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reviews

71
Based on 14 Reviews
critic reviews (10)
fan reviews ( 0 )
  • 100
    Peter Stack San Francisco Chronicle

    Not every moment of the film is as potent as the book (which is noted for passages of passion and impassioned eloquence), but Cry, the Beloved Country overcomes its own limitations to become a glorious tribute to the workings of a faith that does not blind but opens up the human spirit. show more

  • 75
    USA Today

    But this telling of the story filmed on location in the now democratic South Africa is especially heart-rending thanks to superb performances by James Earl Jones and Richard Harris. [1 Jan 2000] show more

  • 100
    James Berardinelli ReelViews

    There is not a false note in Cry, the Beloved Country. Every scene is an example of near-perfect composition and execution. show more

  • 63
    Roger Ebert Chicago Sun-Times

    We go expecting to be inspired and uplifted, and we leave somewhat satisfied in those areas, but with reluctant questions about how well the story has aged, and how relevant it is today. show more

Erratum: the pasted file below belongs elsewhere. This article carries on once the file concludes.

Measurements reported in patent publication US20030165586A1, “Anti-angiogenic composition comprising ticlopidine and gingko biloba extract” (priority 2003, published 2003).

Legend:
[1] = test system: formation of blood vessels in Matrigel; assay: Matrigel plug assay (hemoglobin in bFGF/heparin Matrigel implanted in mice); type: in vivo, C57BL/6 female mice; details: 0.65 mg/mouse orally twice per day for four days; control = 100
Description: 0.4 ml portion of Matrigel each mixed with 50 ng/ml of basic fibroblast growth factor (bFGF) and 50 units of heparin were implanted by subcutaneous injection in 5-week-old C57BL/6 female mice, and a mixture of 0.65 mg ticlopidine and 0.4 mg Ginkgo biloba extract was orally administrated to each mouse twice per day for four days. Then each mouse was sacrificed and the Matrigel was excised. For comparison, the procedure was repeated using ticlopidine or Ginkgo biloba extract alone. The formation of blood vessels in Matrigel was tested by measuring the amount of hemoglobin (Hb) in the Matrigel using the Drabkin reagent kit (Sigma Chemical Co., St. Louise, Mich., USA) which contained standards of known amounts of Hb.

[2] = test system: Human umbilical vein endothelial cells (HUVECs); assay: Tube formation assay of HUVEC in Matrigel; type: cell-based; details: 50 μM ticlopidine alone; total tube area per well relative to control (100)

• 63
    TV Guide

    Billed as the first film to originate from the newly democratic South Africa, this disappointing prestige production is a ploddingly earnest adaptation of Alan Paton's 1948 novel. show more

  • 50
    Barbara Shulgasser San Francisco Examiner

    There isn't much to hold onto with this movie. If anything, Cry trivializes the plight of the South Africans in its breezy treatment of apartheid. show more

  • 100
    Seattle Post-Intelligencer

    James Earl Jones and Richard Harris both gave heartbreaking, virtuoso performances as fathers who find a special bond in this subtle, flawlessly acted, immensely powerful new film version of Alan Paton's classic novel of South Africa. [29 Dec 1995, p. 3] show more

  • 50
    Entertainment Weekly

    Alan Paton's seminal novel of apartheid in 1940s South Africa receives a sanitized and overly sentimental treatment, trivializing the book's relentless power. show more

  • 80
    Stephen Holden The New York Times

    Because movies have become so invested in the unleashing of violent emotion and the escalation of hostility, that expressions of restraint, reconciliation and forgiveness can easily be read as corny cop-outs. Cry, the Beloved Country is not corny, and it doesn't cop out. show more

  • 80
    Washington Post

    Alan Paton's haunting novel is brought rather splendidly to life in this moving production. show more

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